Author Topic: Atlas Code 55 Turnouts...  (Read 15702 times)

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OldEastRR

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Re: Atlas Code 55 Turnouts...
« Reply #30 on: March 07, 2018, 12:19:00 AM »
+2
I was a fan of Micro Engineering but I understand from a friend there are production problems with them.   For the time being its Peco for me.

Joe

O say it ain't so! I need to buy some new ME turnouts. Really I don't understand how this fine line of track has been overlooked by so many N scalers. Low track spikes, spring-set switch points but can be used with any switch machine, weathered rail (or not), wood or concrete ties that aren't giganto thick-- some guys complain about the flex-track being hard to bend but that means they're trying to do it wrong. The flex track STAYS curved once you bend it. These guys should have been very successful with their line, even more so if they'd offered more than just #6 turnouts. I've got a few Atlas Code 55 switches and they're no comparison... yeah I REALLY love having to also buy a switch machine and wire the frog separately for every switch I get ..NOT!  :x
Hope ME gets back on track, so to speak.

mmagliaro

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Re: Atlas Code 55 Turnouts...
« Reply #31 on: March 07, 2018, 12:19:21 AM »
0
Agreed! Now... I need to know how to spread the drivers on the FEF without damage and without messing up the quartering. I had it apart 15 minutes ago and got just far enough to realize I either didn't know the trick and/or have the right tools. It's back on the rails and runs fine, but since I couldn't adjust anything it still dives into the frogs. :|

You really should use a wheel puller like the NWSL "The Puller" tool.  You pull all the crankpins, take all the drivers out,
and then you put each one in the tool and press the wheels just a nudge on each side to get the gauge widened out to where it should be.    You won't mess up the quartering because you're not going to pull any of the wheels completely off their axles.
You just need to put the axles back into the frame in exactly the same positions and keep track of which wheel was on the left and right  (TAKE NOTES or some photos before you pull them out of the frame!)   Now... I don't know if the FEF has multiple geared axles.  If it does, then you do have to be careful to get the drivers in so all the rod holes line up, and it's easy to be just one tooth off on one of the gears and still have the rods fit, but the engine will be out of quarter and will bind like that.

But usually, if that happens, it's pretty obvious as you watch it.  Then you pull the cover, lift out the offending axle, rotate it one gear tooth and drop it back in.  It takes some fiddling and if you are not used to disassembling a steam loco, then you may not want to do this.  But since you said you had it all apart with the drivers out, it sounds to me like you can do this.


mmagliaro

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Re: Atlas Code 55 Turnouts...
« Reply #32 on: March 07, 2018, 12:24:07 AM »
0
O say it ain't so! I need to buy some new ME turnouts. Really I don't understand how this fine line of track has been overlooked by so many N scalers. Low track spikes, spring-set switch points but can be used with any switch machine, weathered rail (or not), wood or concrete ties that aren't giganto thick-- some guys complain about the flex-track being hard to bend but that means they're trying to do it wrong. The flex track STAYS curved once you bend it. These guys should have been very successful with their line, even more so if they'd offered more than just #6 turnouts. I've got a few Atlas Code 55 switches and they're no comparison... yeah I REALLY love having to also buy a switch machine and wire the frog separately for every switch I get ..NOT!  :x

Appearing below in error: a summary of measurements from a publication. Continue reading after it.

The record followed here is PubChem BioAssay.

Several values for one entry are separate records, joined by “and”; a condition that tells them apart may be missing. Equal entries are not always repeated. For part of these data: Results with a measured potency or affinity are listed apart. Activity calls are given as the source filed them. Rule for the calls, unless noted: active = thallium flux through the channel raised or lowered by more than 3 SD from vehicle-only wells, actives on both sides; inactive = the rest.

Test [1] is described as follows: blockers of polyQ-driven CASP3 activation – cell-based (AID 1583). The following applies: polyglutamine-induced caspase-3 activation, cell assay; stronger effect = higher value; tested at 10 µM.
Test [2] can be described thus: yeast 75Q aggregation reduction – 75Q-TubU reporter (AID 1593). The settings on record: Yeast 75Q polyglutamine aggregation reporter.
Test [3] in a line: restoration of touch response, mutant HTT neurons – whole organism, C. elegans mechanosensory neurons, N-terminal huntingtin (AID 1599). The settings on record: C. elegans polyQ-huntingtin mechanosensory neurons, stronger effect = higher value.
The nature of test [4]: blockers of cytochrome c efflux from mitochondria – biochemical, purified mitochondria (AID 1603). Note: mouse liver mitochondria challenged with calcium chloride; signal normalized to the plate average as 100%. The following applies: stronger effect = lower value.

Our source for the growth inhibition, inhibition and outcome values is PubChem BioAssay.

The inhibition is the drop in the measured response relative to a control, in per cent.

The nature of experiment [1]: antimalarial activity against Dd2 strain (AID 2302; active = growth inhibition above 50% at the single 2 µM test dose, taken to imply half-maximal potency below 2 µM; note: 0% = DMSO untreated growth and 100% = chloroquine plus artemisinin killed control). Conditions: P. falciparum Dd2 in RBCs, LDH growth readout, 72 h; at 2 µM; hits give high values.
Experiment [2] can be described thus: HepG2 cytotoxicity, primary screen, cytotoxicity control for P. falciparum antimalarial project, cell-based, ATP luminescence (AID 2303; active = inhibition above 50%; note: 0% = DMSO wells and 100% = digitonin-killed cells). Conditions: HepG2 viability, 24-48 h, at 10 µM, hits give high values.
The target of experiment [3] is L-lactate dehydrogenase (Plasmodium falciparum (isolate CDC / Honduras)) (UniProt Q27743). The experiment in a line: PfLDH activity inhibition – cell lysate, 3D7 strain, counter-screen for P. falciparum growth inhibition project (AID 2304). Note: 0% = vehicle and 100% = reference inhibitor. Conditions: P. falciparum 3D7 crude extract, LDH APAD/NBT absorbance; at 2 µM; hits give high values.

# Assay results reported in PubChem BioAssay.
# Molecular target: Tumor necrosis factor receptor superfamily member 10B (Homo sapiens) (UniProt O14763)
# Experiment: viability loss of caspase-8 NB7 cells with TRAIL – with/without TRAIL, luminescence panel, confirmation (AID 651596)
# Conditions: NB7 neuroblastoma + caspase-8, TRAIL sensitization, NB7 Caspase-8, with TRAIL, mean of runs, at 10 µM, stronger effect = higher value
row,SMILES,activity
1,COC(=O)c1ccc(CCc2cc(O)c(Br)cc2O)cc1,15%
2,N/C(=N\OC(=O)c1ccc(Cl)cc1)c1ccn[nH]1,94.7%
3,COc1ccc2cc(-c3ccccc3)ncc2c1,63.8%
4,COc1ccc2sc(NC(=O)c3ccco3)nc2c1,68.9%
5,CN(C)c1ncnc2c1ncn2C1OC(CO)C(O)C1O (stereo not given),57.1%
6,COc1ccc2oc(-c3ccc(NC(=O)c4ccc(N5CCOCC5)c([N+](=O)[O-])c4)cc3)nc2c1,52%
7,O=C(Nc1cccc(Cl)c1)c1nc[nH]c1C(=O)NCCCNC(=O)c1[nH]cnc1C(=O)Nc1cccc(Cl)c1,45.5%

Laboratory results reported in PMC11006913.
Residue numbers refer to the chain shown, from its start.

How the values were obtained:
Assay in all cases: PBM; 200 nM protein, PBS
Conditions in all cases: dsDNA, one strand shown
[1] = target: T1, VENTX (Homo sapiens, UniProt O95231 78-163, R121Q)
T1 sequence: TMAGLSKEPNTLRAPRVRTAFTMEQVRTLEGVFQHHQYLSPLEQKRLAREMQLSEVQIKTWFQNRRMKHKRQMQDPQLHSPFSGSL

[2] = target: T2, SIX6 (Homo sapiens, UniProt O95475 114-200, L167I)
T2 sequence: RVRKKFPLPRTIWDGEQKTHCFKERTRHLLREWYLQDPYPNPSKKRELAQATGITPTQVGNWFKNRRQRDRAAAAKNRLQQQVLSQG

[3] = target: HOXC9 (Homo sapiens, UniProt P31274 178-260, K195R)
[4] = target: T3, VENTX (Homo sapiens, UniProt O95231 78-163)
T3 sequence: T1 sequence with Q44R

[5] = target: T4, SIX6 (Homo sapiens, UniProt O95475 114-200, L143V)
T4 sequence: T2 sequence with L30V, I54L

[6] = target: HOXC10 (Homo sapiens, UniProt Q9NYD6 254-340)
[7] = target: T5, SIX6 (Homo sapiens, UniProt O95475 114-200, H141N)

Hope ME gets back on track, so to speak.

ME makes great stuff.  I used it on my PRR layout.  BUT...
I still had to wire all the frogs to micro switches that were activated off the drawbar throw because the point rails were not reliable enough to always make good contact and keep the frog powered.    A little dirt or a point rail that's a little wonky and doesn't close right against its mating rail, and the point rails and/or frog will go dead.   I also had a few that were narrow in the point rails and would make steam locos ride up in them, but to be fair, that was a lot less common on the ME than on the Atlas 55.

I went Atlas 55 this time because I do like the low ties and overall look of them, and the variety of turnout pieces was excellent.  But I'm with everybody else.  If I ever do this again, I'm hand-laying the turnouts.   I have one hand-layed turnout made by a guy who used to sell them all the time on eBay.  And it's a tricky one too, a curved turnout with a 20" outer radius and a 15" inner (custom made to my request).  And it's the best darn working turnout on the whole layout.  Everything goes through it without a hitch, no wheel drop, no nothing.  The tolerances are close, and the "no man's land" in the frog area is at an absolute minimum.


MetroRedLine

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Re: Atlas Code 55 Turnouts...
« Reply #33 on: March 07, 2018, 12:40:17 AM »
0